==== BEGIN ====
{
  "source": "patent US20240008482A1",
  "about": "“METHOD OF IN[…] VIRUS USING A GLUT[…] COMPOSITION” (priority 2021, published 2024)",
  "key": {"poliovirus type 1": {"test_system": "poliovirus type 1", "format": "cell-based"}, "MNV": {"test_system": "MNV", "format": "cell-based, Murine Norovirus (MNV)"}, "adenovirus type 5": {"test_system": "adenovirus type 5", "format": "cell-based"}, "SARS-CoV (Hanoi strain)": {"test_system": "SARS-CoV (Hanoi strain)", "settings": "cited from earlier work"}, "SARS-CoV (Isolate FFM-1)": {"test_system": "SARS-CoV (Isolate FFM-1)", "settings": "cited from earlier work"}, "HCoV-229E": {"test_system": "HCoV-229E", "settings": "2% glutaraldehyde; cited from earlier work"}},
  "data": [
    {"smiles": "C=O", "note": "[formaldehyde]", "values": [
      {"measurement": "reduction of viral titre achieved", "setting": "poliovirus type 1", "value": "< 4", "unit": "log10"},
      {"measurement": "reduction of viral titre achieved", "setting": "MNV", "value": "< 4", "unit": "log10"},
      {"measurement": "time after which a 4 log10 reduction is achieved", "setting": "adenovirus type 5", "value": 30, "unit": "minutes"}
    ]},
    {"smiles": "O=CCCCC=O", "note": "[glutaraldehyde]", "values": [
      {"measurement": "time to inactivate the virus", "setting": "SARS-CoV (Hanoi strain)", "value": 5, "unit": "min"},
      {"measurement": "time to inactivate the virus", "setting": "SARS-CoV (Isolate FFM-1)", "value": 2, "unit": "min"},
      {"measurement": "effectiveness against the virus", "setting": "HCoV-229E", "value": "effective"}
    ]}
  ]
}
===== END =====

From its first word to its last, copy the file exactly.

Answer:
{
  "source": "patent US20240008482A1",
  "about": "“METHOD OF IN[…] VIRUS USING A GLUT[…] COMPOSITION” (priority 2021, published 2024)",
  "key": {"poliovirus type 1": {"test_system": "poliovirus type 1", "format": "cell-based"}, "MNV": {"test_system": "MNV", "format": "cell-based, Murine Norovirus (MNV)"}, "adenovirus type 5": {"test_system": "adenovirus type 5", "format": "cell-based"}, "SARS-CoV (Hanoi strain)": {"test_system": "SARS-CoV (Hanoi strain)", "settings": "cited from earlier work"}, "SARS-CoV (Isolate FFM-1)": {"test_system": "SARS-CoV (Isolate FFM-1)", "settings": "cited from earlier work"}, "HCoV-229E": {"test_system": "HCoV-229E", "settings": "2% glutaraldehyde; cited from earlier work"}},
  "data": [
    {"smiles": "C=O", "note": "[formaldehyde]", "values": [
      {"measurement": "reduction of viral titre achieved", "setting": "poliovirus type 1", "value": "< 4", "unit": "log10"},
      {"measurement": "reduction of viral titre achieved", "setting": "MNV", "value": "< 4", "unit": "log10"},
      {"measurement": "time after which a 4 log10 reduction is achieved", "setting": "adenovirus type 5", "value": 30, "unit": "minutes"}
    ]},
    {"smiles": "O=CCCCC=O", "note": "[glutaraldehyde]", "values": [
      {"measurement": "time to inactivate the virus", "setting": "SARS-CoV (Hanoi strain)", "value": 5, "unit": "min"},
      {"measurement": "time to inactivate the virus", "setting": "SARS-CoV (Isolate FFM-1)", "value": 2, "unit": "min"},
      {"measurement": "effectiveness against the virus", "setting": "HCoV-229E", "value": "effective"}
    ]}
  ]
}